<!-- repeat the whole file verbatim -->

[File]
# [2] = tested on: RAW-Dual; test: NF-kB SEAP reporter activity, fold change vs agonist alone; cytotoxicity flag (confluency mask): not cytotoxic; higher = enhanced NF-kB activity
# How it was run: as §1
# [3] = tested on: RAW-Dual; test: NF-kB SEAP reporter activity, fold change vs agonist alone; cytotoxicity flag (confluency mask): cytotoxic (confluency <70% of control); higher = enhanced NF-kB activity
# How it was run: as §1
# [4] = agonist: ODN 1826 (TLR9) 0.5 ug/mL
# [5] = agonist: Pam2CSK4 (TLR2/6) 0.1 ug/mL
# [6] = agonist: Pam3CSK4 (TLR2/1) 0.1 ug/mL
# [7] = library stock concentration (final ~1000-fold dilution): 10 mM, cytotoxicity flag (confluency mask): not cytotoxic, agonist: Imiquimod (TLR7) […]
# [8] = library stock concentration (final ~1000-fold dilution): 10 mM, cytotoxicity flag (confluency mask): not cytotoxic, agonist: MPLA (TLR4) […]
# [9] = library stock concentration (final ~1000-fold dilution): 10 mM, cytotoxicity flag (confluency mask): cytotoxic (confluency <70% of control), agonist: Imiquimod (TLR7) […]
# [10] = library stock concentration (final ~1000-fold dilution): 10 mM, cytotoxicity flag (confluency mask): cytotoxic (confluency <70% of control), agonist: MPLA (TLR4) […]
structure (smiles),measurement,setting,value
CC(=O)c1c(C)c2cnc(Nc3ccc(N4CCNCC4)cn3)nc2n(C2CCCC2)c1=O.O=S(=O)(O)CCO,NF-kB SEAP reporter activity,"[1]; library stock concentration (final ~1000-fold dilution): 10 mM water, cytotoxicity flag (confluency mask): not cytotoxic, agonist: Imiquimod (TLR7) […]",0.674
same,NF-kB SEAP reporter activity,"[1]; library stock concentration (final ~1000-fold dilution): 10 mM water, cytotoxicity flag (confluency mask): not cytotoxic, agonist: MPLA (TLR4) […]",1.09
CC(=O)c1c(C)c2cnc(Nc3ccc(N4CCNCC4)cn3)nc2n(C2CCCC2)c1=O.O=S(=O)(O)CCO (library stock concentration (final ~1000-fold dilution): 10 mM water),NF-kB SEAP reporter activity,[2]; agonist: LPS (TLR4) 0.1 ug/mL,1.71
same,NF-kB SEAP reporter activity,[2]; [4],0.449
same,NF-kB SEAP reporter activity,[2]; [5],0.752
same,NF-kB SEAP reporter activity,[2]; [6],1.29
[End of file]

# [2] = tested on: RAW-Dual; test: NF-kB SEAP reporter activity, fold change vs agonist alone; cytotoxicity flag (confluency mask): not cytotoxic; higher = enhanced NF-kB activity
# How it was run: as §1
# [3] = tested on: RAW-Dual; test: NF-kB SEAP reporter activity, fold change vs agonist alone; cytotoxicity flag (confluency mask): cytotoxic (confluency <70% of control); higher = enhanced NF-kB activity
# How it was run: as §1
# [4] = agonist: ODN 1826 (TLR9) 0.5 ug/mL
# [5] = agonist: Pam2CSK4 (TLR2/6) 0.1 ug/mL
# [6] = agonist: Pam3CSK4 (TLR2/1) 0.1 ug/mL
# [7] = library stock concentration (final ~1000-fold dilution): 10 mM, cytotoxicity flag (confluency mask): not cytotoxic, agonist: Imiquimod (TLR7) […]
# [8] = library stock concentration (final ~1000-fold dilution): 10 mM, cytotoxicity flag (confluency mask): not cytotoxic, agonist: MPLA (TLR4) […]
# [9] = library stock concentration (final ~1000-fold dilution): 10 mM, cytotoxicity flag (confluency mask): cytotoxic (confluency <70% of control), agonist: Imiquimod (TLR7) […]
# [10] = library stock concentration (final ~1000-fold dilution): 10 mM, cytotoxicity flag (confluency mask): cytotoxic (confluency <70% of control), agonist: MPLA (TLR4) […]
structure (smiles),measurement,setting,value
CC(=O)c1c(C)c2cnc(Nc3ccc(N4CCNCC4)cn3)nc2n(C2CCCC2)c1=O.O=S(=O)(O)CCO,NF-kB SEAP reporter activity,"[1]; library stock concentration (final ~1000-fold dilution): 10 mM water, cytotoxicity flag (confluency mask): not cytotoxic, agonist: Imiquimod (TLR7) […]",0.674
same,NF-kB SEAP reporter activity,"[1]; library stock concentration (final ~1000-fold dilution): 10 mM water, cytotoxicity flag (confluency mask): not cytotoxic, agonist: MPLA (TLR4) […]",1.09
CC(=O)c1c(C)c2cnc(Nc3ccc(N4CCNCC4)cn3)nc2n(C2CCCC2)c1=O.O=S(=O)(O)CCO (library stock concentration (final ~1000-fold dilution): 10 mM water),NF-kB SEAP reporter activity,[2]; agonist: LPS (TLR4) 0.1 ug/mL,1.71
same,NF-kB SEAP reporter activity,[2]; [4],0.449
same,NF-kB SEAP reporter activity,[2]; [5],0.752
same,NF-kB SEAP reporter activity,[2]; [6],1.29